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Design FAQ Page

These FAQs are contributed by you (our online community members). They are organized by our knowledge base topics. Specifically, by the Design sub-topics.

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8 Website Design & Hosting FAQs

Group: Website Design & Hosting


Topic: Artistic (design, layout, etc.)

-Collapse +Expand Q1. Any suggestions on buidling a DHTML/Javascript menu for my web site?
 
Answer:

Don't reinvent the wheel. Use one of the many menu builders on the market. 

I use a product called DHTML Menu Builder. He's worked out all the problems and it really didn't seem worth my time since someone else had already worked out all the issues between different browsers and browsers on different OSes. His menus still aren't perfect, but boy, they sure are close.

The software is located at http://software.xfx.net/

Posted By Mike Prestwood, Post #100066, KB Topic: Artistic (design, layout, etc.)
-Collapse +Expand Q2. What browsers and resolutions should I test my website with?
 
Answer:

As of early 2008, we test each website we build with the latest release of Internet Explorer, FireFox, and Safari. Sometimes we also include Opera but not usually. Also, if desired, we sometimes test with older versions of browsers but not usually. The minimum resolution we test "regular" websites is 1024x768 (and higher). We no longer support 800x600.

Posted By Mike Prestwood, Post #100841, KB Topic: Artistic (design, layout, etc.)



Topic: Cascading Style Sheets (CSS)

-Collapse +Expand Q3. What is a Cascading Style Sheet?
 
Answer: A cascading style sheet is a text file with a .CSS extension on your web site that indicates how the web page styles should look. Cascading style sheets make color and style changes easy.
Posted By Mike Prestwood, Post #100989, KB Topic: Cascading Style Sheets (CSS)



Topic: Graphics

-Collapse +Expand Q4. Should I use GIF or PNG images on my website?
 
Answer:

Although the PNG format is slightly superior to the GIF format, GIF is more compatible with older browsers so we are currently recommending you use GIF images. That's the quick answer. However, there are issues so if you wish to use PNG images, read up about it to understand it's pros and cons.

Posted By Mike Prestwood, Post #100806, KB Topic: Graphics
-Collapse +Expand Q5. Why do images sometimes resize smaller well, and sometimes not? Sometimes when I resize an image to a small 100 pixel width or less image it looks great and sometimes it's very choppy.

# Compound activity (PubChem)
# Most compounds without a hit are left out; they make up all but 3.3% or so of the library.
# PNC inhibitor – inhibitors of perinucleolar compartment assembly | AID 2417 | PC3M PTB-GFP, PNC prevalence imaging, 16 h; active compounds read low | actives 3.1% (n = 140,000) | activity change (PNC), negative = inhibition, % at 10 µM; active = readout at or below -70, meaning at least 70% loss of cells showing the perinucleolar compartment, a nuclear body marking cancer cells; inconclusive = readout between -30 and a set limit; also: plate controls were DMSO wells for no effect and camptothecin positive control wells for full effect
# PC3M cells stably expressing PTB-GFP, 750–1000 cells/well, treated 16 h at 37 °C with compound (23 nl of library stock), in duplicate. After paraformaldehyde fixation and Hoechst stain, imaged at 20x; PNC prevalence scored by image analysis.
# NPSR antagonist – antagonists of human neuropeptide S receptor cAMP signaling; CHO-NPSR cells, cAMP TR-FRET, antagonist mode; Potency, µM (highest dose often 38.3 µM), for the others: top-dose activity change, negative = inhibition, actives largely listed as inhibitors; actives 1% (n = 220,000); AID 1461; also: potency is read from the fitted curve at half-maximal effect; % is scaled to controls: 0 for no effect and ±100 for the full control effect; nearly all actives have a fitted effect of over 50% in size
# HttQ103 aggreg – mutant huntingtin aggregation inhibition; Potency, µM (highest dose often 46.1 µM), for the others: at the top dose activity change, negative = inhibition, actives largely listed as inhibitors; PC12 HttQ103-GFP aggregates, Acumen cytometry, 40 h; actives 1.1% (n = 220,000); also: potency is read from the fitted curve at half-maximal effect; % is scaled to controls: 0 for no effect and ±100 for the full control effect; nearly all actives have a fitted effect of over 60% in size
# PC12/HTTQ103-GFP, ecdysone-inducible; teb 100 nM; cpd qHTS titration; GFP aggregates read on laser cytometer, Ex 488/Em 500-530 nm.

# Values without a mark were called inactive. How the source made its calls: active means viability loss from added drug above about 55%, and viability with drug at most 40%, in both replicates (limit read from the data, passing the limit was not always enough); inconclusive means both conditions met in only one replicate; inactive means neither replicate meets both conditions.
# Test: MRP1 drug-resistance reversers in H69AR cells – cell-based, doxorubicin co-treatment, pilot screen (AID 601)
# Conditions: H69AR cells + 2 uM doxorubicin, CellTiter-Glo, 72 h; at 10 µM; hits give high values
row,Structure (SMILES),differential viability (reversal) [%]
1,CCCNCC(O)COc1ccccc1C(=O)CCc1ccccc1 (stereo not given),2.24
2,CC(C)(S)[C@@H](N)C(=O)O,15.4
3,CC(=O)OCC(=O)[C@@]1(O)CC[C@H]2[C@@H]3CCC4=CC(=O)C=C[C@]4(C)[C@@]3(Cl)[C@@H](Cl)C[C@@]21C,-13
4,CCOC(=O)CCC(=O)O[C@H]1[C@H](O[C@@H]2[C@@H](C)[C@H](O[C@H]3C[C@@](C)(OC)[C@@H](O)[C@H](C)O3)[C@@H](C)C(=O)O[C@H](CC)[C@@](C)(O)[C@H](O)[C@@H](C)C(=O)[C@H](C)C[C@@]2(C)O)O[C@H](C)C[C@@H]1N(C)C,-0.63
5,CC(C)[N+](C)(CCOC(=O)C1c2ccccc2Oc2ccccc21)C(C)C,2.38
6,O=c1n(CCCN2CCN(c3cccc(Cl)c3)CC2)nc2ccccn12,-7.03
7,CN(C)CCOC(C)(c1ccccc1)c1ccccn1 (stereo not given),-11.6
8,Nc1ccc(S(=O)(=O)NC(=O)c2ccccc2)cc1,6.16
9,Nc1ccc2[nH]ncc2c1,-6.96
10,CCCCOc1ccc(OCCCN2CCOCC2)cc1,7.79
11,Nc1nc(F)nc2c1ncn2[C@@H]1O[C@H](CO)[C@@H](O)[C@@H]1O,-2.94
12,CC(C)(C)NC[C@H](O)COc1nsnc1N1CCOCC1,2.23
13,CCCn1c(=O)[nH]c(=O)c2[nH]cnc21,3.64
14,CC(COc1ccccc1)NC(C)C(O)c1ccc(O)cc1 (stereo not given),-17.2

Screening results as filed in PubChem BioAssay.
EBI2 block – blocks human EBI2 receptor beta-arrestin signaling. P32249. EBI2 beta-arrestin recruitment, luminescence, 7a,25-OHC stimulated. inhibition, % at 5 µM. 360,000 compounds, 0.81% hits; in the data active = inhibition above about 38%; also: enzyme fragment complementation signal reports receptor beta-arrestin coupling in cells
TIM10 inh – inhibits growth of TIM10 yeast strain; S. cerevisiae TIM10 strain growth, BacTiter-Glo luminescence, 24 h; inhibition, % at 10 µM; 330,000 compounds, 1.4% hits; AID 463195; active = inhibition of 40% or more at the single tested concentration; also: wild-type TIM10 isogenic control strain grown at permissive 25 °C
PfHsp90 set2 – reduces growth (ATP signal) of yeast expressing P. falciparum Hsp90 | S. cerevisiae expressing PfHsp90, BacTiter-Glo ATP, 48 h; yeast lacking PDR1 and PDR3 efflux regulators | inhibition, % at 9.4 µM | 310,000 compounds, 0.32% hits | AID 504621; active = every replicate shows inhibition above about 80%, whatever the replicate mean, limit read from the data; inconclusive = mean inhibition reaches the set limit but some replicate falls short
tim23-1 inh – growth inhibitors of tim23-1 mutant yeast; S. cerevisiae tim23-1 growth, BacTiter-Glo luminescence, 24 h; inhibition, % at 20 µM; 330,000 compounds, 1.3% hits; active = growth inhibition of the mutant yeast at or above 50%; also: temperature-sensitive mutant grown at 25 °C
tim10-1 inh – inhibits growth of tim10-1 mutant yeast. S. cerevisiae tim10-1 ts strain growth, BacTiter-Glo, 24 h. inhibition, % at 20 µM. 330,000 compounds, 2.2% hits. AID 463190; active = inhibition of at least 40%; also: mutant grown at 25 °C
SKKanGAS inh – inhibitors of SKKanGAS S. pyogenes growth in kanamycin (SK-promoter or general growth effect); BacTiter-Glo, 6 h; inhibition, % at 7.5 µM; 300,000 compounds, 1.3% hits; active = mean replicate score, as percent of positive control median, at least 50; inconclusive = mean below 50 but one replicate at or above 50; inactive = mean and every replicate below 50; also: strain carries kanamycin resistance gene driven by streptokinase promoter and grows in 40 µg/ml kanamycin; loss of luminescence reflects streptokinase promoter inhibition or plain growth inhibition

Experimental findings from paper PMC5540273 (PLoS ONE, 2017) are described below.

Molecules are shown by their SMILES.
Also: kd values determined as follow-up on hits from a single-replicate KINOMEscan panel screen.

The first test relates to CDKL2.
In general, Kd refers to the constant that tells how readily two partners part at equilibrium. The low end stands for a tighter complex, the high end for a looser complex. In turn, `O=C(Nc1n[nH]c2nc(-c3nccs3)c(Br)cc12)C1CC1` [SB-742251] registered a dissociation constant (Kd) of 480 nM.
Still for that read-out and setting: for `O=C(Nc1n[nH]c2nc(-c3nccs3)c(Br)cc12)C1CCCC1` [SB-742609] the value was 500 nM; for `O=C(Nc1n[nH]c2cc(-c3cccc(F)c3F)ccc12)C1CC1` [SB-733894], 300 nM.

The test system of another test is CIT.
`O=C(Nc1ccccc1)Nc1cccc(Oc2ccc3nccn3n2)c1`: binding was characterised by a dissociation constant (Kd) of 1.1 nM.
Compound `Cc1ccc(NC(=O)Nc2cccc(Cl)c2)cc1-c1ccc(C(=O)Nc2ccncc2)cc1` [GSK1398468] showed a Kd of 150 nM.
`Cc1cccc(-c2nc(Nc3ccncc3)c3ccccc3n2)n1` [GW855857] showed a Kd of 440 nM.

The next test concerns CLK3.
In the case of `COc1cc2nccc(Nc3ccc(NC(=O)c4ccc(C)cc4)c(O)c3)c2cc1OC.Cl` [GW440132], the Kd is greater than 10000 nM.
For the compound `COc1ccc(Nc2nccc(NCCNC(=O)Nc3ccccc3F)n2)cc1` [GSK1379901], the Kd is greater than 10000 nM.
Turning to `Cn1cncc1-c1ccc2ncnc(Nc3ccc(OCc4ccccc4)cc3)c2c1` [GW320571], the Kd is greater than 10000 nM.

Answer:

1. You probably need to increase the number of colors prior to resizing. Some programs will do this for you automatically and some don't. For example, when working with a transparent GIF or PNG, the color palette is set to 256. If you shrink a transparent GIF or PNG, it will likely look choppy. However, if you increase the number of colors to 16-bit or higher, than resize, it looks great. Of course, you'll have to reapply transparency.

2. Various programs use various algorithms to resize images, make sure you try them all.

Posted By Mike Prestwood, Post #101983, KB Topic: Graphics



Topic: HTML Language Reference

-Collapse +Expand Q6. How do you embed a copyright character/symbol into an HTML page?
 
Answer:

The best technique is to use the ©entity reference.

For example:

2011 SomeCompany
Posted By Mike Prestwood, Post #102261, KB Topic: HTML Language Reference



Topic: Server Farm: RS

-Collapse +Expand Q7. What is the password standard for the RS pop3 accounts?
 
Answer: The password standard on our RS servers changed in 2007 to 6 characters with at least 1 number.
Posted By Mike Prestwood, Post #100910, KB Topic: Server Farm: RS



Topic: Website Hosting

-Collapse +Expand Q8. I've created a web application using v3.5 of the .NET Framework.  But, when I go to deploy it, I find only versions 1.x and 2.x in the ASP .NET dropdown for IIS configuration of my application's virtual directory.  Where is v3.5?  How do I deploy if that's not a configuration choice?
 
Answer:

It's not there. You see, v3.5 isn't really a "version" in Microsoft's eyes. 3.5 builds upon v2, and is really considered an incarnation of v2.  Sounds crazy, doesn't it? Not to worry, though, you can still deploy your v3.5 app.  There are just two things that must be done:

  1. The .NET Framework, v3.5 must be installed on the server.
  2. When configuring your application's virtual folder in IIS, choose the v2.x from the ASP .NET version dropdown. 

You'll find this in IIS on the ASP .NET tab of the Properties dialog for your app's virtual directory.

Posted By Wes Peterson, Post #102015, KB Topic: Website Hosting
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